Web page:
Binding.gyp — metadata for build system to generate your project and it’s used in node because it’s used in V8 and it’s used in V8 because it’s used in Chrome

addon.cc — It looks like a mess and that you had to do in the old way

after running gyp you get .node file that you can require

Meet OCaml-Node

Disclaimer: New and unstable

  • It’s build by using C and OCaml
  • N-API
  • Jbuilder (Dune)
  • Esy — great tool that provides npm like development for OCaml development

Demo

Vladimir live coded basic OCaml Node addon. If you want to setup your own addon you just run

npm init

ocaml-node init

ocaml-node will run esy and generate ocaml addon for you that you can easily include your addon regularly like you include node.js modules.

What’s not to love about Reason?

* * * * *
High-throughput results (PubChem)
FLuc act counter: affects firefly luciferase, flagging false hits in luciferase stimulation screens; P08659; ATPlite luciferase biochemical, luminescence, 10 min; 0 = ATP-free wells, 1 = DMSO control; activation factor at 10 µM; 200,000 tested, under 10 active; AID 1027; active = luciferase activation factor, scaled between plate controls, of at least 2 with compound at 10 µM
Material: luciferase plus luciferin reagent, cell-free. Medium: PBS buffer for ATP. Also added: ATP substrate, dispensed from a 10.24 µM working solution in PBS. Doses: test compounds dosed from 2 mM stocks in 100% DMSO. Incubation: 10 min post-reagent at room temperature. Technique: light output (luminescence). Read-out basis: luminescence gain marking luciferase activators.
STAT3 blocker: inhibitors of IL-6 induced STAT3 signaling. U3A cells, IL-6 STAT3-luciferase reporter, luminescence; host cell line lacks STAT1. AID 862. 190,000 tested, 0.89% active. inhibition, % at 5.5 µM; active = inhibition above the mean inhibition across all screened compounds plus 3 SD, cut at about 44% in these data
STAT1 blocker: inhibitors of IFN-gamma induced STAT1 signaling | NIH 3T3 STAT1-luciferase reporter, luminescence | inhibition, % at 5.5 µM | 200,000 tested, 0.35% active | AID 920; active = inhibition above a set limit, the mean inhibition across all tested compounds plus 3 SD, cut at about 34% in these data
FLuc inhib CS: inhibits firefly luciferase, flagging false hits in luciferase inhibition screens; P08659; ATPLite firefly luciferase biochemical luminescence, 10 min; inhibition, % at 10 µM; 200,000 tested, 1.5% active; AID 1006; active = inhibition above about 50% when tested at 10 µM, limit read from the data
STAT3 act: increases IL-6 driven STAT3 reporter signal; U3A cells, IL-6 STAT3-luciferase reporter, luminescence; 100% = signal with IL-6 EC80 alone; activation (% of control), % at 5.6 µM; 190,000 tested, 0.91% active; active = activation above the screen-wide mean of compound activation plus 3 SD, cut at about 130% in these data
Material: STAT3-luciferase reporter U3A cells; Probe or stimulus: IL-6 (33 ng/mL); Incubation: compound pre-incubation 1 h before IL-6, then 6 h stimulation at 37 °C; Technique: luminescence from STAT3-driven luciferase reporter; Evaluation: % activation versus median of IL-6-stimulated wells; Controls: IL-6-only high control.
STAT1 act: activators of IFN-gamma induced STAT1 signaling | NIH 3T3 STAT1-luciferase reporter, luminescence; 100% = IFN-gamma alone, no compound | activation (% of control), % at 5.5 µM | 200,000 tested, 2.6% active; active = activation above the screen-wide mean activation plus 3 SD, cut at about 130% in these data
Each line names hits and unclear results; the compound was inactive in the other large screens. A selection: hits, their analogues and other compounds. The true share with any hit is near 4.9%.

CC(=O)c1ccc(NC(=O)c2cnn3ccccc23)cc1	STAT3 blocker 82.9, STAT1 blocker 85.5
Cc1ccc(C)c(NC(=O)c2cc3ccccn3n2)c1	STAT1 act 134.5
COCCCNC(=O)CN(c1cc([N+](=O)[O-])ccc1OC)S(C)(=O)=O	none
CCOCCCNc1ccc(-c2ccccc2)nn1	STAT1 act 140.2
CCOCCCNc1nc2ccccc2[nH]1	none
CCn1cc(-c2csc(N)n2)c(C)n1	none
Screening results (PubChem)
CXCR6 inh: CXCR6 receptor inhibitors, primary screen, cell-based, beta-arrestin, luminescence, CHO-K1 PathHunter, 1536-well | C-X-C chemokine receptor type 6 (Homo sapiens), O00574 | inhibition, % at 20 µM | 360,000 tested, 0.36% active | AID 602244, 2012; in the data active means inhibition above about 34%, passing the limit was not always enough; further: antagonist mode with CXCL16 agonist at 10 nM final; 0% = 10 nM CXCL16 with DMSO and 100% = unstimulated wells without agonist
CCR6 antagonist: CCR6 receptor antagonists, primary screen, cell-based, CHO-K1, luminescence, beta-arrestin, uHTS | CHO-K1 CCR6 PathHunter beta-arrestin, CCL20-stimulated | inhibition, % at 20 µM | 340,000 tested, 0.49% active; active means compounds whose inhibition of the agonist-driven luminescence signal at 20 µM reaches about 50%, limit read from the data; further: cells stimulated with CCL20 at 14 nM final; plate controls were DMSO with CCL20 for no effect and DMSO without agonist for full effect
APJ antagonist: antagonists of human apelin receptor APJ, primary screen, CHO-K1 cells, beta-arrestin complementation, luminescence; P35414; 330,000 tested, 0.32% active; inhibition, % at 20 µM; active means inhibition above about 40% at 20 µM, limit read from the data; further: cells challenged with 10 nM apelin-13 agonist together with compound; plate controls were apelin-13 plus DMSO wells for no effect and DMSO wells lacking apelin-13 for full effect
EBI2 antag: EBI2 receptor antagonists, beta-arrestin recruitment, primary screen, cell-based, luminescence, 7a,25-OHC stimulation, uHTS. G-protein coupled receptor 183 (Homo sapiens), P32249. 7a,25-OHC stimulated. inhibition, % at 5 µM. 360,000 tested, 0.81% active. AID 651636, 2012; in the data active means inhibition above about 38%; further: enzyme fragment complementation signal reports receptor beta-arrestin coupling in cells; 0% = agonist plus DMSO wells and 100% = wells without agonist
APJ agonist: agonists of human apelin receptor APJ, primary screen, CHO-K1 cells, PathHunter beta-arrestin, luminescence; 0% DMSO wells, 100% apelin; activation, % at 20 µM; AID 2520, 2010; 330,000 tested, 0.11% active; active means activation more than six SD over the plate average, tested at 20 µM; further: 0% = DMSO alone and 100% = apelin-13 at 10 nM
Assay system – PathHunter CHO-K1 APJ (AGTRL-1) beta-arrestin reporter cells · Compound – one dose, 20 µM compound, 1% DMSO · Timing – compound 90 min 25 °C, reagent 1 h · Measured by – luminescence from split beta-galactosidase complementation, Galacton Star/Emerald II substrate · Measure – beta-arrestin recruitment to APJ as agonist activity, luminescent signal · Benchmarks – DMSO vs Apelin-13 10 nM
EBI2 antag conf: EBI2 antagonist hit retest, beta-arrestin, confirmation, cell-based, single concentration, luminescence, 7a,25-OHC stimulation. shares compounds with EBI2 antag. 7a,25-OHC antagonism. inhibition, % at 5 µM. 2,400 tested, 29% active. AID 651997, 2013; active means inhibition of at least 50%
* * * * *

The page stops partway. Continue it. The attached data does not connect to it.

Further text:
by Keira Hodgkison

Keira started about how she and bunch of cool people got involved in Reason and how it cool can be. So the question is “what not to love”

If this is your first FP language then you have to know new concepts from Functional programming in general and when you start asking questions on Discord sometimes you will get answers that you will simply won’t understand.

Take breathe

Cheat (write javascript in Reason if you are stuck with bucklescript)

Wishes Jeason was more developed. If you could use Jeason — — to spit out suggestions how you can write your JavaScript with reason it could really help JS developers.

After you reduce your unknowns, you can revisit your unsafe solution before shipping — sometimes a break from the problem is all you need.

It gets easier with time